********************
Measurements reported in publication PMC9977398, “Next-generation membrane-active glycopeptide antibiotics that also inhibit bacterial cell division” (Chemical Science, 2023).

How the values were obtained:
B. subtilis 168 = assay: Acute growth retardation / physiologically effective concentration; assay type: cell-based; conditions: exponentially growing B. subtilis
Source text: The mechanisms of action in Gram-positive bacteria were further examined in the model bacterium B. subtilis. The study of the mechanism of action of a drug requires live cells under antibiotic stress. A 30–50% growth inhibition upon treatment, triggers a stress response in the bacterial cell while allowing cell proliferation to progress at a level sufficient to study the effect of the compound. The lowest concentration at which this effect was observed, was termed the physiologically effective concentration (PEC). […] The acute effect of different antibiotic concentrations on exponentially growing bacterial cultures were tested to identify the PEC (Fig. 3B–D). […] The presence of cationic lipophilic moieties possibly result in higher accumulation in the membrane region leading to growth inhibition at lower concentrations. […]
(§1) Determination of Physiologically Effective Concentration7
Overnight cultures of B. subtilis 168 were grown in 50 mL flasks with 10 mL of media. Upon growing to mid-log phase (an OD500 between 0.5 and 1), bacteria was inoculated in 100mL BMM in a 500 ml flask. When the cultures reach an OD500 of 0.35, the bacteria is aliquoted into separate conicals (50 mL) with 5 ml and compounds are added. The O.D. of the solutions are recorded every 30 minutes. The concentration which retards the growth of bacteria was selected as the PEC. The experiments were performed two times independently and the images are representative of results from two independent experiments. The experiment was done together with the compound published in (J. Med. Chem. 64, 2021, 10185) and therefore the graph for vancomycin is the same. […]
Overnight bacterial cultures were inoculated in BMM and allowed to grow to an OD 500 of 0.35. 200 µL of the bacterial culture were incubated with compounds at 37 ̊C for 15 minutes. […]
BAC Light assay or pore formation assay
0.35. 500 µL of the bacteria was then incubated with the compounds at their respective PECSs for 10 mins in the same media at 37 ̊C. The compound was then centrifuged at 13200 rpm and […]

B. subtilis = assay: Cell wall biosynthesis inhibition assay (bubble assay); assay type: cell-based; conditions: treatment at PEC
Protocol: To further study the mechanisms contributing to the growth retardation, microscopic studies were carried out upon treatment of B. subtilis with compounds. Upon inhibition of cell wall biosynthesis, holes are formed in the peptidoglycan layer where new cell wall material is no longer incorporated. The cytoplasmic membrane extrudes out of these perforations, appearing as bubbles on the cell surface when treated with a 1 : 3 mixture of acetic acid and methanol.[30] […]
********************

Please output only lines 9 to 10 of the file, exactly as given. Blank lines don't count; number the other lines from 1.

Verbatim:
0.35. 500 µL of the bacteria was then incubated with the compounds at their respective PECSs for 10 mins in the same media at 37 ̊C. The compound was then centrifuged at 13200 rpm and […]

B. subtilis = assay: Cell wall biosynthesis inhibition assay (bubble assay); assay type: cell-based; conditions: treatment at PEC